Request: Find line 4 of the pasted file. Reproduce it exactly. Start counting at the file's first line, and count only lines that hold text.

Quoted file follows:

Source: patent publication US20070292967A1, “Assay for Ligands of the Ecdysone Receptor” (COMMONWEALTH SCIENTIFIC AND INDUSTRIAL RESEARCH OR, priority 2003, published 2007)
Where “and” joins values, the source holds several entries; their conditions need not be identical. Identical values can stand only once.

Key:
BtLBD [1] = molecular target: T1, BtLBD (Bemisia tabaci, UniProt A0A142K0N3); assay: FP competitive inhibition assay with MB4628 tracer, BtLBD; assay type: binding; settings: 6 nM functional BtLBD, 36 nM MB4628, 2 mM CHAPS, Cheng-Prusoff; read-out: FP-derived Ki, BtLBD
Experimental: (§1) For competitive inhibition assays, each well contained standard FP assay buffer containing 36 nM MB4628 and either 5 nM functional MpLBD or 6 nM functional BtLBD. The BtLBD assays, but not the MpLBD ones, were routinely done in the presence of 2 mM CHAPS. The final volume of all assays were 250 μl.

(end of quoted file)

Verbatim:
BtLBD [1] = molecular target: T1, BtLBD (Bemisia tabaci, UniProt A0A142K0N3); assay: FP competitive inhibition assay with MB4628 tracer, BtLBD; assay type: binding; settings: 6 nM functional BtLBD, 36 nM MB4628, 2 mM CHAPS, Cheng-Prusoff; read-out: FP-derived Ki, BtLBD